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UBC Theses and Dissertations

Interactive evaluation : a user-oriented process to assist housing programme reformulation McAfee, Rosemary Ann Pickard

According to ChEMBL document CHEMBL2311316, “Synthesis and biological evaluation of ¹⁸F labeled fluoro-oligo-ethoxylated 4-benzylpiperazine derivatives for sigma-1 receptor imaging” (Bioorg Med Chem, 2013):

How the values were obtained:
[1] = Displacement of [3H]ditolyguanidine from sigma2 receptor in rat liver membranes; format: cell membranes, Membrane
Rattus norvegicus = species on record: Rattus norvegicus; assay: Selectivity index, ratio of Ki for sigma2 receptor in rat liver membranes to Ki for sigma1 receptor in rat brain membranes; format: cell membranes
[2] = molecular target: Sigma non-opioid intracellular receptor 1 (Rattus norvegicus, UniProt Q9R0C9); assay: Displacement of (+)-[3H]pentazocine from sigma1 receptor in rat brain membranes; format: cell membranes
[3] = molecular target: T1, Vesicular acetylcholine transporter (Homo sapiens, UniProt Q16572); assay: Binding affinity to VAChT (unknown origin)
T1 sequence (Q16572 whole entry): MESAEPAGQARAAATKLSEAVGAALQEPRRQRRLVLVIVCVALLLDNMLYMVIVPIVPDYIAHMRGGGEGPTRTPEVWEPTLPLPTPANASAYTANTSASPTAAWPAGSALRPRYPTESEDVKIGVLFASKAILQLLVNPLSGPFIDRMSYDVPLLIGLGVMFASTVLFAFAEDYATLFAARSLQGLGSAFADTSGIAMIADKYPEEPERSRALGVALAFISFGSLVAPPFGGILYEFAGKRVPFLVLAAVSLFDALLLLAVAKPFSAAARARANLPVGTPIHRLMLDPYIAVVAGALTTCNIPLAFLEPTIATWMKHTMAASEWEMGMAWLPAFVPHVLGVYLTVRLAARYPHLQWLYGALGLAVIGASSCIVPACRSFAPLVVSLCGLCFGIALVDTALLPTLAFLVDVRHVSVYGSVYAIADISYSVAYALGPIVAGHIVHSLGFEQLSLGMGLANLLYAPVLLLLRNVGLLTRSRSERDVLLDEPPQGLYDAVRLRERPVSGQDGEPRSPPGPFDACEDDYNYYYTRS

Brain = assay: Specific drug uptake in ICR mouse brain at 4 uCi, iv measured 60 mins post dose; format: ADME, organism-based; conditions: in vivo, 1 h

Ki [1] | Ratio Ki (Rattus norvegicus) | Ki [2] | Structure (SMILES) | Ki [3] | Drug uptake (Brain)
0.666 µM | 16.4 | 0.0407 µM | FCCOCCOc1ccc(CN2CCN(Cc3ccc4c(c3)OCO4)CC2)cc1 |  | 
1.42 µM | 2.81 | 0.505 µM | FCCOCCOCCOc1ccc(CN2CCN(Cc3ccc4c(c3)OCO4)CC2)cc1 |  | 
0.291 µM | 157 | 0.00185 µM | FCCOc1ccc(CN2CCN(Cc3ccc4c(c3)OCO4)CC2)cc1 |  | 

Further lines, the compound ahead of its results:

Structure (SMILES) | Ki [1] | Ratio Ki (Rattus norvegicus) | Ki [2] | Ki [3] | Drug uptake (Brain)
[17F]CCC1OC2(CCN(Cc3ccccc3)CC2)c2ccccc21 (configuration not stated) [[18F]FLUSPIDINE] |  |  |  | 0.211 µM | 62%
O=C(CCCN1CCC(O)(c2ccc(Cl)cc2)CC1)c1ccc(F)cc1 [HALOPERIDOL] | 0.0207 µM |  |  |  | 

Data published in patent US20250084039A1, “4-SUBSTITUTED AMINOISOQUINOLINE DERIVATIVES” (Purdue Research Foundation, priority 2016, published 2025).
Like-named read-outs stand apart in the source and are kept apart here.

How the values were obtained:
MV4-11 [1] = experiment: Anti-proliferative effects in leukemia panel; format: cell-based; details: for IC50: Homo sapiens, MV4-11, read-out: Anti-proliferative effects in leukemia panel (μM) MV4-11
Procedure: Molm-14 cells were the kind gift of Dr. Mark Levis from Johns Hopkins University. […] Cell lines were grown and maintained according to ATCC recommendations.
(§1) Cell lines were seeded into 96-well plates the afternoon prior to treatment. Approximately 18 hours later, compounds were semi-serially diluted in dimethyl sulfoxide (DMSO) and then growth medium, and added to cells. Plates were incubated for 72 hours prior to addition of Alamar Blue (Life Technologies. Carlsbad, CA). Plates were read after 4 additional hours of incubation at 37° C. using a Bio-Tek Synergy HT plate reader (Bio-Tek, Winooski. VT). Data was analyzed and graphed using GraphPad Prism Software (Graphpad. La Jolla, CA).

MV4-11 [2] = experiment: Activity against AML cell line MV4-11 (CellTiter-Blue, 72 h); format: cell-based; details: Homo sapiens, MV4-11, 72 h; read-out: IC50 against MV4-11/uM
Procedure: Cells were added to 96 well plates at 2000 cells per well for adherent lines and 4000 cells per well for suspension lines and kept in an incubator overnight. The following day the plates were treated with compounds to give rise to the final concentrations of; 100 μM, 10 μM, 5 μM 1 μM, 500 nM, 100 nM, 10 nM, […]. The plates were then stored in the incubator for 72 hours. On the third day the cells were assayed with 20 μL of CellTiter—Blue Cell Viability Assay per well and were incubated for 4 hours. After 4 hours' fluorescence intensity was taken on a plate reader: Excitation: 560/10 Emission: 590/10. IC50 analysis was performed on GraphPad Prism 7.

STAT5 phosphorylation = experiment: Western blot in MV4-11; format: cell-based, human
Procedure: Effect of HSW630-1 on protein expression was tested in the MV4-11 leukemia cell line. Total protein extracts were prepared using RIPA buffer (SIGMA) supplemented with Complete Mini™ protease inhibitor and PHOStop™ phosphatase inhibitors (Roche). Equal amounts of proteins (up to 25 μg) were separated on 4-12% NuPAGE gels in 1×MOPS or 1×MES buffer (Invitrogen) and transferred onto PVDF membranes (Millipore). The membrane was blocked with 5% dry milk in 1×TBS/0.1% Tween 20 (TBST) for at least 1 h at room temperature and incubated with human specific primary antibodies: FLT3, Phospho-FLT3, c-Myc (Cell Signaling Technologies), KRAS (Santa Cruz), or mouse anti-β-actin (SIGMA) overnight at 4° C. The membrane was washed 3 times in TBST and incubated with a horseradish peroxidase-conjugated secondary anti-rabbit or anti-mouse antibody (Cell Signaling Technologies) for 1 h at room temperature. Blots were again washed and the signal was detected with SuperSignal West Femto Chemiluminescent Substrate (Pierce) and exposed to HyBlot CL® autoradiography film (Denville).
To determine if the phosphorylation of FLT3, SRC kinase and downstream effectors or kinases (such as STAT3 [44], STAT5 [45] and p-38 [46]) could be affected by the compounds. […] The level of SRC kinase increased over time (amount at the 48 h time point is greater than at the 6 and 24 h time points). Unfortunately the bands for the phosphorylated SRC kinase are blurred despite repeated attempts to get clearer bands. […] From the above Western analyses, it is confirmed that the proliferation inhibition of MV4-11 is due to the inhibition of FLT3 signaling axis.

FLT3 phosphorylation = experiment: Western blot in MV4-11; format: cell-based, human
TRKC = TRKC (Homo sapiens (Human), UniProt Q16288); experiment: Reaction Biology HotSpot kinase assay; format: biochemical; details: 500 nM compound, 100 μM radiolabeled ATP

This dissertation evolved from the identification of three trends. The first is that governments are exhibiting an increasing concern for the social welfare of their constituents. This concern is reflected in the expanded number of, and resources committed to, social action programmes. The second is that citizens are becoming increasingly desirous of participation in the formulation of social policies designed to provide for their welfare. And, finally, as societal goals change policies must be altered to reflect emerging directions. Evaluation of existing social action programmes potentially provides decision makers with an indication of the extent to which government actions assist individuals to share the quality of life enjoyed by society-at-large. Unfortunately, an assessment of evaluation attempts indicates findings have seldom made a significant contribution to policy reformulation. The question arises as to whether evaluation of government programmes is, in itself, unattainable or whether existing evaluation processes merely apply inappropriate methodologies to social action programme situations. Consideration of traditional evaluation methods in light of evolving planning thought suggests the latter condition may well apply. Programme evaluation must possess the capacity to assist in the conceptualization of sensitive issues to be evaluated, provide a framework for executing the study in the context of an evolving programme, and make provision for the dissemination and use of findings in a manner amenable to policy implementation . In addition, decision making through the political process involves bargaining between diverse interests. To undertake this task requires an appreciation of the range of alternate options for those affected whether it is the public-at-large or a specific client group. Realistic tradeoffs can only be made in light of a knowledge of personal and societal impacts. Traditional programme evaluation models assume static programmes for which initial goals are available, clear and remain valid over time. Traditional models seldom directly assess user attitudes to programme dimensions and make no provision for citizen participation in the evaluation process. Such patterns appear inconsistent with emerging planning theory. Planners and politicians are calling for new processes to provide policies which are responsive to varied user needs and anticipate social costs. An analysis of existing evaluation procedures suggests traditional methods fail to fulfill these criteria. The search for a more responsive evaluation process led the researcher to speculate on the implications of including members of the concerned recipient population in the evaluation process. It was hypothesized that if recipients of government programmes were directly involved in the evaluation process their analysis of programme guidelines would assist sensitive redirection of government actions. The resultant user-oriented evaluation process differs from traditional methods by involving programme recipients at all stages in the evaluation process. Programme users identify desired goals and assist in determining the extent to which programme output meets user expectations. Included in the alternate evaluation are procedures to locate sensitive programme impact points, to handle the eventuality of changing user concerns, and to identify appropriate levels of causation. Recommendations for government agencies to incorporate user input in future programme evaluations rest on a comparative test of traditional and user oriented evaluations undertaken on a social housing programme in the Greater Vancouver area. The test situation was selected to represent a typical planning problem requiring interagency cooperation on a multidimensional social issue. Comparative analysis of the two evaluation-processes indicates that programme recipients can provide a distinctive input into the evaluation stage of the planning process. Previously held perceptions of programme recipients as resentful toward privacy invasion and lacking the knowledge base to assist programme evaluation proved invalid. Given a sincere desire by the sponsoring agency to include user perspectives, the recipient is both willing and able to provide an evaluation of the effects of programme participation. This is not to say that following evaluation of a programme from the recipient's perspective the programme must necessarily be rewritten to his specifications. User specifications may involve tradeoffs society-at-large is unwilling to accept. Ultimately decisions rest on elected representatives. The argument emerging from this research is that through inclusion of users in the evaluation process the decision maker will at least be aware of client reaction before reaching his decision. User participation is part of a process; it is not intended as the product. Findings suggest it is neither practical nor desirable for programme recipients to replace agency personnel throughout the evaluation process. A more realistic procedure emerges through an interactive evaluation process which combines input from programme administrators, political decision-makers, and the knowledge sector with that from programme recipients. An identification of the role and responsibilities of each actor in the evaluation process emerges from the case study. Acceptance of study recommendations by administrators, decision-makers and recipients points toward interactive evaluation as a potential source of information for public policy generation and programme reformulation.

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